shaft9000 wrote:I nearly bought one last week - I had a go for about an hour on one.

Being a 3-year LP tribute owner of frequent usage, I can say that the OS has much nicer knobs, a wee bit nicer keybed(than mine at least, but most LP owners had worse luck i guess) and the low/high-pass mode is quite cool, as is the 3-way osc FM.
The 2 mod busses and the extra osc add a good deal, but i really missed the LP's supreme overdrive and ESPECIALLY the X-pole....1-pole mode positively rips on the LP.
A marvellous synth, though. pocket change in 70's $$'s.
I would have bought it for $2300 out the door, but they wouldn't budge on 2395+tax.
Yea, I know what you mean about the LP. I have had mine for 2 years now, and that just so happens to be the longest I have owned any single synthesizer. This is because the sound is just fantastic, and it has lead me to desire an OS. Thus, the reason for this thread. With the way I work, the OS would complete my rig (once I also acquire some kind of vocoder).

It is funny that you mention you tried to talk them down a little; something I have also been pondering. You would think that dropping a hundred bucks off or the tax wouldn't be a deal breaker. I am sorry they wouldn't budge for you. Outside of the knobs and mod busses, what did you think of the sound compared to your LP Trib? Are the oscillators just as stable, or are they a bit more deliciously drifty? Have you ever used a model D? Sorry for the questions, I am trying to live vicariously for now. :oops:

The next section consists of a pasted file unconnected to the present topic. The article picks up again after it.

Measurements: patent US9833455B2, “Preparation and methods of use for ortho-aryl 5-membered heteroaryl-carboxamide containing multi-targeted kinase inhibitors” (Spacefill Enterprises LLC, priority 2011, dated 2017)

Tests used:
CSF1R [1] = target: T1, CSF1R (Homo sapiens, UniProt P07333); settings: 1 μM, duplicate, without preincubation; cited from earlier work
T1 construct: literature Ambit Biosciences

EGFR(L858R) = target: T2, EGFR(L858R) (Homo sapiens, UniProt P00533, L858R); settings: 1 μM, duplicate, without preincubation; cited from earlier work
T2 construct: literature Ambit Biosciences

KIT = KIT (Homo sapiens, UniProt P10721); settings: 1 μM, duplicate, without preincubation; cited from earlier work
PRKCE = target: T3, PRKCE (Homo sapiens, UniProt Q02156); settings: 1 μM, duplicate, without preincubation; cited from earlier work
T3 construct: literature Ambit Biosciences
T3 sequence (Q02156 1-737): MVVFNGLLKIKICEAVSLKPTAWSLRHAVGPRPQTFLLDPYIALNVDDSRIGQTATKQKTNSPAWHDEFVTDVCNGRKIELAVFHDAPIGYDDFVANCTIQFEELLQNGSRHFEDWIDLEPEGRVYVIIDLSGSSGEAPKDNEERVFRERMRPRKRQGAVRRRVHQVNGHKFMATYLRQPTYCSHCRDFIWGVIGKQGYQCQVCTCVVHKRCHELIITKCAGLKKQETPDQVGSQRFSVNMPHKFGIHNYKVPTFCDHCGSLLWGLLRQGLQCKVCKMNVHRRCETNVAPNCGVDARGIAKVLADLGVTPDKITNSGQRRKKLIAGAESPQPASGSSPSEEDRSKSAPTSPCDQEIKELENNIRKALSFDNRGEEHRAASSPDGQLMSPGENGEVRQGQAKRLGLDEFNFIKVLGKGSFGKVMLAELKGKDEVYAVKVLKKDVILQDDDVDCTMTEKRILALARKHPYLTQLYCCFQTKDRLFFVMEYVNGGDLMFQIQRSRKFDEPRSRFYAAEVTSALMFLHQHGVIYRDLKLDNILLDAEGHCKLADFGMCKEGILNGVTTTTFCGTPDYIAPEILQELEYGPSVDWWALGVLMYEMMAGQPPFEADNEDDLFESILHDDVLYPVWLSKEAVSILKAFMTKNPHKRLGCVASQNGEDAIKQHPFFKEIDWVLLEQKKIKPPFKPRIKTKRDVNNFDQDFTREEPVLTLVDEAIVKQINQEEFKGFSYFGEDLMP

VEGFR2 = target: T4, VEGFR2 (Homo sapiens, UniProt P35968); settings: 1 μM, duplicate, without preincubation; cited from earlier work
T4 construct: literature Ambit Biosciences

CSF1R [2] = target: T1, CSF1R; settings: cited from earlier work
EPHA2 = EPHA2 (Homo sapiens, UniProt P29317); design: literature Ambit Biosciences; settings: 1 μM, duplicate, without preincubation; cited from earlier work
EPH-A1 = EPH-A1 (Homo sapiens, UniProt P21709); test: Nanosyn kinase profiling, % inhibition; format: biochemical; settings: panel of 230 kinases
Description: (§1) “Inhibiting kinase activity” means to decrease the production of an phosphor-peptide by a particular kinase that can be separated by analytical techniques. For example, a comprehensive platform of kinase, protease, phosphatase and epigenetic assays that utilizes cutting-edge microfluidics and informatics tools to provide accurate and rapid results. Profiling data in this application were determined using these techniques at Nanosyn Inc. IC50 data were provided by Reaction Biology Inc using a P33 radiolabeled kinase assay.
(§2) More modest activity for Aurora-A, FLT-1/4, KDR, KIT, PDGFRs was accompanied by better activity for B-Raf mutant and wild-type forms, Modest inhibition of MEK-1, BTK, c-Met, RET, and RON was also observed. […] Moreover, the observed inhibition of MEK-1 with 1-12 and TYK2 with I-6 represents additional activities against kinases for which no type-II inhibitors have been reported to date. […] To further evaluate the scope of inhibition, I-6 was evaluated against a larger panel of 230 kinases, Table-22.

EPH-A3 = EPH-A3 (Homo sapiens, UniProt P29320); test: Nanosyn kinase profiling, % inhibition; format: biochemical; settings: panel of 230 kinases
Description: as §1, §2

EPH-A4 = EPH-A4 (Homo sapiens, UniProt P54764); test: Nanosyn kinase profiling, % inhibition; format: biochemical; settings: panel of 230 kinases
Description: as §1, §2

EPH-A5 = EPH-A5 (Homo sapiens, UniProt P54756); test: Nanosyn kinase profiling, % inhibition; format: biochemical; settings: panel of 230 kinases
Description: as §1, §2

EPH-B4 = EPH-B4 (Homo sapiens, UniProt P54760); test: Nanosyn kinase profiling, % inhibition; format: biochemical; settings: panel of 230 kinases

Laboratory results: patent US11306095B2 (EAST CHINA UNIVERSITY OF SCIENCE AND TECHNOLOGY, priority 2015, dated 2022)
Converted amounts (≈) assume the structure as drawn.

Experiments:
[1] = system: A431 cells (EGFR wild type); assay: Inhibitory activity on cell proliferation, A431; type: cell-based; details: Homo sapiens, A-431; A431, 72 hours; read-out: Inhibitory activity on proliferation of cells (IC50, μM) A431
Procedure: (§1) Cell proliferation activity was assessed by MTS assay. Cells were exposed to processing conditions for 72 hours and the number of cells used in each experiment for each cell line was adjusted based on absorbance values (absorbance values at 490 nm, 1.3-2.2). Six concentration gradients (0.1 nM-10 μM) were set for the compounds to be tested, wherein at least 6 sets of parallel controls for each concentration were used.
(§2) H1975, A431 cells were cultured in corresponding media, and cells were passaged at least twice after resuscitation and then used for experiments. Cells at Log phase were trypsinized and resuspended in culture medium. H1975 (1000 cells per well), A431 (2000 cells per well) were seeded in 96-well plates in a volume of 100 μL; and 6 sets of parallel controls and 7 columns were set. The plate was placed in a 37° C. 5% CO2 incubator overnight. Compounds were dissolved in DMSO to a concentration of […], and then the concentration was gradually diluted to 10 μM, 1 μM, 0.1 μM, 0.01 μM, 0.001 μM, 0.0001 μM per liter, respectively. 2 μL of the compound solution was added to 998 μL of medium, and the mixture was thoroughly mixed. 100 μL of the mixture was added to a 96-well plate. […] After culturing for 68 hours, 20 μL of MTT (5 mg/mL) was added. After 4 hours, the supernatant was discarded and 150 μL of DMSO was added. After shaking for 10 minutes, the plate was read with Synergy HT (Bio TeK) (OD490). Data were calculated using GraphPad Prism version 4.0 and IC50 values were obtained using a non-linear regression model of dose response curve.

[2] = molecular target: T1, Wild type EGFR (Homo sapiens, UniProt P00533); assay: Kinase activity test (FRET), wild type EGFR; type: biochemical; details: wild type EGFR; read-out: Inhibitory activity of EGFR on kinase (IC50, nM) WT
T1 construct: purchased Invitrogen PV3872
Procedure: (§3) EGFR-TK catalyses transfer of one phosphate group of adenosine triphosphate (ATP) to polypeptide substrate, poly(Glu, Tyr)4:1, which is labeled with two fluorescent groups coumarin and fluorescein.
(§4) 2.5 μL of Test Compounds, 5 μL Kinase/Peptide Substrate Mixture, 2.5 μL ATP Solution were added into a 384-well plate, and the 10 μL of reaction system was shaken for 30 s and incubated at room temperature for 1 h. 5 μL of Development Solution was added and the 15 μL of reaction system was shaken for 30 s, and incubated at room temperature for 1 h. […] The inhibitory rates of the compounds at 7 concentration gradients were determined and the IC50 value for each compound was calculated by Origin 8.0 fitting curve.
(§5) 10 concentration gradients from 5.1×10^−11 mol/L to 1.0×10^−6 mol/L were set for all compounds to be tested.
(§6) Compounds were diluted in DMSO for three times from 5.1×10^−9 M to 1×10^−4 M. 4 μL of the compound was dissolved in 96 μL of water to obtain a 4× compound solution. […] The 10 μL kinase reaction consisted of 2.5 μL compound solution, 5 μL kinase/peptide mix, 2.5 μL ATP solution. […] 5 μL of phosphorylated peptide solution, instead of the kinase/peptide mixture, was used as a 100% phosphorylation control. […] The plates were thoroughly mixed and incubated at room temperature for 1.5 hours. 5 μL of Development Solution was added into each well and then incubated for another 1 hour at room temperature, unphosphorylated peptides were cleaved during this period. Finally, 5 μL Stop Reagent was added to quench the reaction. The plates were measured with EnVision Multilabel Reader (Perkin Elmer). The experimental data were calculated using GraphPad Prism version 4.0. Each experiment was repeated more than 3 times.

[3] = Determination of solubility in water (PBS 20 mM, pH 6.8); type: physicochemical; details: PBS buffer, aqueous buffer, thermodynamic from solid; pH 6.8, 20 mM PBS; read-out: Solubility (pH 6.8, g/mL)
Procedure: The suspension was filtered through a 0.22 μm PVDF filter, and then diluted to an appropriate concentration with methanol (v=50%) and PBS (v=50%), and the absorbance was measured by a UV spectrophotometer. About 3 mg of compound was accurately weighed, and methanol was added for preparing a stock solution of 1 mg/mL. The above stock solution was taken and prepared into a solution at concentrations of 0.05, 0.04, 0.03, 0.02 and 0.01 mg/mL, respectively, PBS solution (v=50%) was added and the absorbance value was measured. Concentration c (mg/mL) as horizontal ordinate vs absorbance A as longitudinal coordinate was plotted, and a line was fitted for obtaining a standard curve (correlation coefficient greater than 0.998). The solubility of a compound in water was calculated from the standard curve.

Gear: Novation Ultranova, Korg Monotribe, Korg Electribe EMX-1, Electro-Harmonix Memory Boy, Lexicon MX200.

User avatar
shaft9000
Supporting Member!
Supporting Member!
Posts: 2042
Joined: Tue Nov 14, 2006 3:13 am
Real name: Dave
Gear: Whips chains waxes oils dildos DMT TNT the LHC, and a black rubber duckie
Band: moneymoneymoney
Location: VanNuys, CA USA
Contact:

Re: Virtues of the Minimoog Old School

Post by shaft9000 » Sat Jan 09, 2010 10:41 pm

Neonlights84 wrote: what did you think of the sound compared to your LP Trib? Are the oscillators just as stable, or are they a bit more deliciously drifty? Have you ever used a model D? Sorry for the questions, I am trying to live vicariously for now. :oops: